Politics

George LeMieux: I Would Have Beat Nelson, I Endorse Lenny Curry, and You Haven't Seen the Last of Me

By: Eric Giunta | Posted: November 29, 2012 3:55 AM
George LeMieux

George LeMieux | Credit: politicallypersonal.com

Former U.S. Sen. George LeMieux spoke to Sunshine State News Wednesday, his first interview since Election Day less than a month ago.

The Florida Republican, appointed to the Senate by then-Gov. Charlie Crist as a replacement for retiring Sen. Mel Martinez, tells the News he is glad to be back in the private sector, has no plans to run for elected office in the near future, but will stay engaged in statewide and nationwide debates over public policy, especially on the issue of Medicare fraud.

He won’t be running for leadership within the Republican Party, either. In his interview, LeMieux for the first time makes public his endorsement of Republican Party of Florida (RPOF) Chairman Lenny Curry, calling him a “good man” who “in his next two or more years as chairman [is] going to have a chance to put his own stamp” on the state party.

He believes he would have had a better chance of beating incumbent Democratic Sen. Bill Nelson in the Senate race than primary victor – and general election loser – Connie Mack IV, and in the coming weeks he will be announcing reforms to give state and local Republican Party apparati a greater role in the selection of nominees in the primary process.

Finally, he insists he has no regrets for having introduced into the primary race attacks on opponent Mack’s pre-congressional moral character. The attacks were taken up by Nelson during the general election.

SUNSHINE STATE NEWS: It’s been a few weeks since the Nov. 6 Republican electoral “doomsday.” Looking specifically at the Senate race between your primary opponent [Connie Mack IV] and Bill Nelson, the questions on everyone’s mind are: What happened? What went wrong? Did something go wrong?

SEN. LEMIEUX: To be perfectly honest, I haven’t spent a lot of time analyzing that race. Certainly it didn’t turn out the way Republicans wanted it to turn out. I hoped to be the nominee; I think I would have had a good chance against Sen. Nelson. But Sen. Nelson won the election, and my view is once the election is over you have an obligation to support the people who win – even if they’re not of your party – and give them the benefit of the doubt that they’ll do the right thing. That’s my view with the president, Sen. Nelson, and others, even though I supported their opponents, I hope they’ll do the best thing for the country now.

Do you feel in any way vindicated by [victorious Republican primary opponent] Connie Mack’s loss to Bill Nelson?

I supported Connie Mack [after dropping out of the primary race in June]; I wanted him to beat Bill Nelson, so I don’t feel “vindicated.”

I do believe we have a problem in this state about how we choose our candidates [for general elections]. And I think there needs to be some real look at the way that we choose our candidates. I am going to be – in the coming weeks and months – offering some opinions on that subject, because I believe there are some structural changes that need to be made to make sure that we put our best players on the field and give us the best chance of winning our general elections.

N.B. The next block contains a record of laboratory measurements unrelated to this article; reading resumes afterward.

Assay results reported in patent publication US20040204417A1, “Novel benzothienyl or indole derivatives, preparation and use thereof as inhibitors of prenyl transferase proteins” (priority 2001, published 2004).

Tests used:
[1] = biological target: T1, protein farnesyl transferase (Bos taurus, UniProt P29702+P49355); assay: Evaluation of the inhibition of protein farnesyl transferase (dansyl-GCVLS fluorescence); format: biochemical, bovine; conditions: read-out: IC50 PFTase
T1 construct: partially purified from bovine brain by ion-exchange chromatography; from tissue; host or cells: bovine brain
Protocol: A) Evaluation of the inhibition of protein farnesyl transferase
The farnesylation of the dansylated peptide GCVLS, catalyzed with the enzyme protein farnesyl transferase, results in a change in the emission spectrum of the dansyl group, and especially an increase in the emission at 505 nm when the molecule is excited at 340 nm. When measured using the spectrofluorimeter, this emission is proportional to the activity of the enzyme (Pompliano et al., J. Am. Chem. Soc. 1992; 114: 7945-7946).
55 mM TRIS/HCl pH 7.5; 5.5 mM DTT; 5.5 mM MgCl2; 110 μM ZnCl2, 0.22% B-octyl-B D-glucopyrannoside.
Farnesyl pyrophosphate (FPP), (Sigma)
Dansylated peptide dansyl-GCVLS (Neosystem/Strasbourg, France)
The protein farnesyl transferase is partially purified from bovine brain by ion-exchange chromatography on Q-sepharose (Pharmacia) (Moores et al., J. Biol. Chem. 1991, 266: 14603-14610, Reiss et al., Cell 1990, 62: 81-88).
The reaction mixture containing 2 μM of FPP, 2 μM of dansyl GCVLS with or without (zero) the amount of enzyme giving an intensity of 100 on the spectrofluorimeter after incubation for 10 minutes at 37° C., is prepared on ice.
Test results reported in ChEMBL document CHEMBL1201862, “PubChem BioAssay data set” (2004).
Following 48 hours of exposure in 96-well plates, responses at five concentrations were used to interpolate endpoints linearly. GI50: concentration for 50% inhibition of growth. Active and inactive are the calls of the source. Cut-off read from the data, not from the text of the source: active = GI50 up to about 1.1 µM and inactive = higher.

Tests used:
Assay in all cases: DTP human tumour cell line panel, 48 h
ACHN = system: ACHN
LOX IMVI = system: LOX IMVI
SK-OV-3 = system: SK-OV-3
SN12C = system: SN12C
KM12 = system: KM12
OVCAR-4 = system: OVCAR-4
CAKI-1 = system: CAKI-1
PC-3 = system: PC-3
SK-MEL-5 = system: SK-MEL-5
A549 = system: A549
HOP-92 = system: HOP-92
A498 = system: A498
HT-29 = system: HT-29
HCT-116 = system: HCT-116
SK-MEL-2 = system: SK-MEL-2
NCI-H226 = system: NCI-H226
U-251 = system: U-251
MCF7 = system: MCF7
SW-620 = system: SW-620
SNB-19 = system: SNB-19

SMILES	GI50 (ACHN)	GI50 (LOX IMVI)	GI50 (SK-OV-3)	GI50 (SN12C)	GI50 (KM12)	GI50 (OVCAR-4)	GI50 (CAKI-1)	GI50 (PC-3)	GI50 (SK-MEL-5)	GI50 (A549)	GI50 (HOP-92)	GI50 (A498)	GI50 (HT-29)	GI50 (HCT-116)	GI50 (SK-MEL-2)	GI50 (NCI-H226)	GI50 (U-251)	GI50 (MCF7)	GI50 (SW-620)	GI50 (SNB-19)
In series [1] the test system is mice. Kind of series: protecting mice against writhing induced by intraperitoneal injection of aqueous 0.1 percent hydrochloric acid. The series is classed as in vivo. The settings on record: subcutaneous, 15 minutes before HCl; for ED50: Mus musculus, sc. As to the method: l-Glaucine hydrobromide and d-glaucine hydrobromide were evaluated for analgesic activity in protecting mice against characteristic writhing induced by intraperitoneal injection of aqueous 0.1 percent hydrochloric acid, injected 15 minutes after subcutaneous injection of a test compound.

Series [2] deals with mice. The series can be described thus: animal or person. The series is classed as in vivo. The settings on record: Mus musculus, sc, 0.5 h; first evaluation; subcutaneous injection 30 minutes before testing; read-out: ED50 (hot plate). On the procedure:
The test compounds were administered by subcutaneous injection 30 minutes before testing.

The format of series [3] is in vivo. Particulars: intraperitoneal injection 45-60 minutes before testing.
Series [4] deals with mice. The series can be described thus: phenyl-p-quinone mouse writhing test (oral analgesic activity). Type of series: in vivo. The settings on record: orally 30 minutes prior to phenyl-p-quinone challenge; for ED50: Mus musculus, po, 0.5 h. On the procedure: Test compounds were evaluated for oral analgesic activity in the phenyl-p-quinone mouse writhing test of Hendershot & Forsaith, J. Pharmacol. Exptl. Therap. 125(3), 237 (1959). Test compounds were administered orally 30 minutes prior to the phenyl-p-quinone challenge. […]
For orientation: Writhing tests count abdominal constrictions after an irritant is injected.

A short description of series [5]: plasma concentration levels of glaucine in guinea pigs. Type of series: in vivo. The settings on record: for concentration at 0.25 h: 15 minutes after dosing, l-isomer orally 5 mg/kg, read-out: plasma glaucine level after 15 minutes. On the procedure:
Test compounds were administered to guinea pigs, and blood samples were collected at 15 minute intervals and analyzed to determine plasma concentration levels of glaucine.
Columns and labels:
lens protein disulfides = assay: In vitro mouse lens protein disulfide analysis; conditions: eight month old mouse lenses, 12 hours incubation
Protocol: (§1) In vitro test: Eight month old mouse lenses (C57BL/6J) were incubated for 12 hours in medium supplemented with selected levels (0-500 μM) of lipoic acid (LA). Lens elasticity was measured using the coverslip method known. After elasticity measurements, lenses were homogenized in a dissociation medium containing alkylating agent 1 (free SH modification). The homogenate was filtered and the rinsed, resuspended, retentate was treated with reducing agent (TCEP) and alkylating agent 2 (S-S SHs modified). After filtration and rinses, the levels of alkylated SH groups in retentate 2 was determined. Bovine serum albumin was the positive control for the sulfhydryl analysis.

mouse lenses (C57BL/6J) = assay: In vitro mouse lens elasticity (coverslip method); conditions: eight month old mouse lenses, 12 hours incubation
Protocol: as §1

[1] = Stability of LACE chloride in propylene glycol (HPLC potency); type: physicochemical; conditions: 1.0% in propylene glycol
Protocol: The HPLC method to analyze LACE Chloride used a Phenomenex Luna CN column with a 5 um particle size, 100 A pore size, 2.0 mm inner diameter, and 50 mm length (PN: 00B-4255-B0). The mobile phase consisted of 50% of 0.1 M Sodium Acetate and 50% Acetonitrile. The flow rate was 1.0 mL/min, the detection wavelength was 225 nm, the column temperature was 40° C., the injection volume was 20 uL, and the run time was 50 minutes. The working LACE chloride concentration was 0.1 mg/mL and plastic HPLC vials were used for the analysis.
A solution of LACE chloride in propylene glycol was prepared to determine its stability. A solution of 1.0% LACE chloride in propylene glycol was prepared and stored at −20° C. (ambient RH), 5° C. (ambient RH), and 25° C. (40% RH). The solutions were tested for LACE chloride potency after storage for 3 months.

Do you believe that the Senate election would have turned out differently had you been the Republican nominee?

Of course I do! Anybody who ran for office and tells you differently shouldn’t have run. I think the race would have been a lot closer; I believe I was the best person to face Sen. Nelson. It would have presented a really good comparison, I believe.

But that’s not the way it worked out, and it’s no use crying over spilled milk. We need to go forward, and hopefully now our lead in both parties will come together and work on these tremendous challenges that our country is facing.

As you surely know, Sen. Nelson took up some of your own primary attacks against Connie Mack, particularly  the “Two and a Half Macks” ad portion of the campaign [calling attention to Mack’s youthful history of bar fights, arrests, and management of a Hooters restaurant] drawing on your primary opponent’s personal record before he was in Congress. Do you feel in any way responsible for that being used against him by Nelson in the general election?

That information was out there, and it was not difficult to find. And it had been brought up in prior campaigns. Whether I raised those issues or not, they would have come up. I don’t feel responsible for Sen. Nelson’s using them.

Where should the RPOF go from here?

I’m hoping to talk with leaders of the Republican Party at their upcoming quarterly meeting [Dec. 7-8].  I have some thoughts about that, but am not ready to talk about them publicly yet. But I have some ideas of how our party can become more relevant. I’m a former party chairman, and I really don’t think that our party structure – our county parties and our state party – is having a significant impact on who become our nominees. ... The way the system currently is [donors and pundits] who don’t live in Florida can have more impact on who the Republican nominee is than the Republican Party of Florida. And that’s not right.

Can you elaborate on that? In what ways do you believe the current structures keep the local party apparati from selecting candidates for the general election?